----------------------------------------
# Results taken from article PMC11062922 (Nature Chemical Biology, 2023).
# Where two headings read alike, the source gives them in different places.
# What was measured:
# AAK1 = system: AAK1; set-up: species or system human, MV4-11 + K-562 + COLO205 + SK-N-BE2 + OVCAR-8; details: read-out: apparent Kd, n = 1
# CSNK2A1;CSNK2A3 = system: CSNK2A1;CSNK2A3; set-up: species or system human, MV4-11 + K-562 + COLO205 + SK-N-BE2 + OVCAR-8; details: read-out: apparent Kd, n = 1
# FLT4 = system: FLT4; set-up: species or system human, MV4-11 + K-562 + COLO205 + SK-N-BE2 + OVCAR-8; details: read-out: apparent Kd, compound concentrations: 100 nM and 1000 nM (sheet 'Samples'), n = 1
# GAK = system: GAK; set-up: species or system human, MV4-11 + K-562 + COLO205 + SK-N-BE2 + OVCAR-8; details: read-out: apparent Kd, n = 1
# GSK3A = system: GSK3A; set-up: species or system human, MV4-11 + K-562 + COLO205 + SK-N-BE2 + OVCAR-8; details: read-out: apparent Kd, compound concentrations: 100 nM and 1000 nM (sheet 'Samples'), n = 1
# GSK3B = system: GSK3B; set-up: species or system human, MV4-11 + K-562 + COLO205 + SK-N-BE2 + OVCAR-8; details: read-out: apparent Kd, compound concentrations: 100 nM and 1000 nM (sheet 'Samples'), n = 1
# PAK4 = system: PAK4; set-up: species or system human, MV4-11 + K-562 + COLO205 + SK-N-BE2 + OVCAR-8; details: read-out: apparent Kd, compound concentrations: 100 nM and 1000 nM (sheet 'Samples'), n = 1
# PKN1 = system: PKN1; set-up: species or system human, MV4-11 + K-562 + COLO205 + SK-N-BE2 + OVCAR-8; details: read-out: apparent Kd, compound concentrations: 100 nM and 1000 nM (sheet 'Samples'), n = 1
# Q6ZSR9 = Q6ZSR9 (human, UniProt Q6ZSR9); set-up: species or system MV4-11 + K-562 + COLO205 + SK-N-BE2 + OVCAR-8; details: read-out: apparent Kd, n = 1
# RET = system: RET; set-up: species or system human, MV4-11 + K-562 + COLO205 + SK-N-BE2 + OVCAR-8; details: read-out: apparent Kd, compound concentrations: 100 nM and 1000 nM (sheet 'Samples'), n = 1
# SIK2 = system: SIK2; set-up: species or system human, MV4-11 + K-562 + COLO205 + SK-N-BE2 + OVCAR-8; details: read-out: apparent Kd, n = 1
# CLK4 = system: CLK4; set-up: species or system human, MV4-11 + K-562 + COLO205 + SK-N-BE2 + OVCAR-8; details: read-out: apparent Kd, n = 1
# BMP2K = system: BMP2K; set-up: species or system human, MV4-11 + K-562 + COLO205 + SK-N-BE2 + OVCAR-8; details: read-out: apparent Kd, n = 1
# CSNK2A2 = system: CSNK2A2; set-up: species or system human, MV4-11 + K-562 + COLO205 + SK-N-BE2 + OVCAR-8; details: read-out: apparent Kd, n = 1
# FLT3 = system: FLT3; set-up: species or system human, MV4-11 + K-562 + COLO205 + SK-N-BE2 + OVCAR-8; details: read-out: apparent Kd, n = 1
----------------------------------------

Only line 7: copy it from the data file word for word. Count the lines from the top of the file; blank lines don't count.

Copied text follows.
# GAK = system: GAK; set-up: species or system human, MV4-11 + K-562 + COLO205 + SK-N-BE2 + OVCAR-8; details: read-out: apparent Kd, n = 1